After human islet dissociation by Accutase, single cell suspensions were filtered, smeared on a glass slide, air-dried, fixed with 2.5% paraformaldehyde (Electron Microscopy Sciences, Washington, PA) for 10 min at room temperature[7]. After incubating with Protein Block, slides were incubated for 1 hour with mouse monoclonal anti-8-OHdG antibody (1:100, Abcam). Stained samples were washed with OWB 3 times. Signal expression was amplified using tyramide signal amplification in combination with Alexa Fluor 488. After washing, 4’,6-diamidino-2-phenylindole (DAPI) was applied to stain cell nuclei. Samples were analyzed using LSC/iCys[8, 27]. A minimum of 10,000 cells was acquired and analyzed for each sample.

Microscopy and imaging

Stained sections were examined by the fluorescent microscopy at 20x and 40x magnifications. Fluorescent images were captured with a digital camera using Metamorph software (Molecular devices, Ontario, Canada).

Statistical analysis

All statistical analyses were performed using R version 2.11 ( Data are presented as means ± standard deviation (SD). Statistical difference between different groups were analyzed with Tukey-Kramer multiple comparison. For comparison of two groups, paired student t test was used. Findings are considered statistically significant if the corresponding P-value is <0.05.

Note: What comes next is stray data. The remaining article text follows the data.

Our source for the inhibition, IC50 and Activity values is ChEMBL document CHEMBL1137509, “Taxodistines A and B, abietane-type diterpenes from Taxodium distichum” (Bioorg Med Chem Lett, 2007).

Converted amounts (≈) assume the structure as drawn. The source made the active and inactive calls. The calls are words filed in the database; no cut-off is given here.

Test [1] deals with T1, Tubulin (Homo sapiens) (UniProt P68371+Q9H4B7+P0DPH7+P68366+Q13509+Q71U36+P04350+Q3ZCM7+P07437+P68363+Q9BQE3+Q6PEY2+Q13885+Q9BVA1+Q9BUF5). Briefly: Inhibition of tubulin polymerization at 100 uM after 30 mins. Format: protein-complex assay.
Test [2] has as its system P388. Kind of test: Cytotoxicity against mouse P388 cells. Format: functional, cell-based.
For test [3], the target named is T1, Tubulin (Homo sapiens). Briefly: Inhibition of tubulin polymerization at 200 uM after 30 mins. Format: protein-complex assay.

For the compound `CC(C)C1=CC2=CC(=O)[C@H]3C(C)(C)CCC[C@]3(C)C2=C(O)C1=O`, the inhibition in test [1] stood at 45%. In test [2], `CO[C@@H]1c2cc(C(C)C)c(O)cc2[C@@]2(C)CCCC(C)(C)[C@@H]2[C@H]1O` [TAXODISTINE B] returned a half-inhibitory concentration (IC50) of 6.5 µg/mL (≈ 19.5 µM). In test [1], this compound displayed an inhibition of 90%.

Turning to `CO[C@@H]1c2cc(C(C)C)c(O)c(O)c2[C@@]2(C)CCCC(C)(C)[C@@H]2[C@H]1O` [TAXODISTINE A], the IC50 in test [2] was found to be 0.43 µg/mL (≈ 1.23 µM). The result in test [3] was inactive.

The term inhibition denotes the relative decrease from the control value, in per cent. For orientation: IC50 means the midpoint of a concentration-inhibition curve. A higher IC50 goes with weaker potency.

Diabetes alters human islet cellular composition and β/α-cell ratio

Islet yields are generally lower from human pancreata obtained from patients with T1DM (1.02 ± 0.61 x 105 IEQ) and T2DM (1.14 ± 0.96 x 105 IEQ) than that of the non-diabetic donors (3.10 ± 1.17 x 105IEQ) (Fig 1A). The β/α-cell ratio in T1DM and T2DM were significantly lower (1.24 ± 0.19 and 0.98 ± 0.17 Folds in T1DM and T2DM, respectively) than that of non-diabetic donor pancreata (1.88 ± 0.16 Folds; P<0.05; Fig 1B).

Fig 1. Cellular composition of islets from diabetic patients.

(A)Human islet isolation from non-diabetes donor, type 1 or type 2 diabetes donors were performed. Islet isolation yield were significantly lower in diabetes donor than non-diabetes donor. (B)The cellular composition of isolated islets was evaluated and compared. The β/α-cell ratio was significantly lower in patients with Type 1 and Type 2 diabetes when compared with non-diabetic donors (N = 4).

Reduced β/α-cell ratio after human islet isolation and transplantation in the in vivo bioassay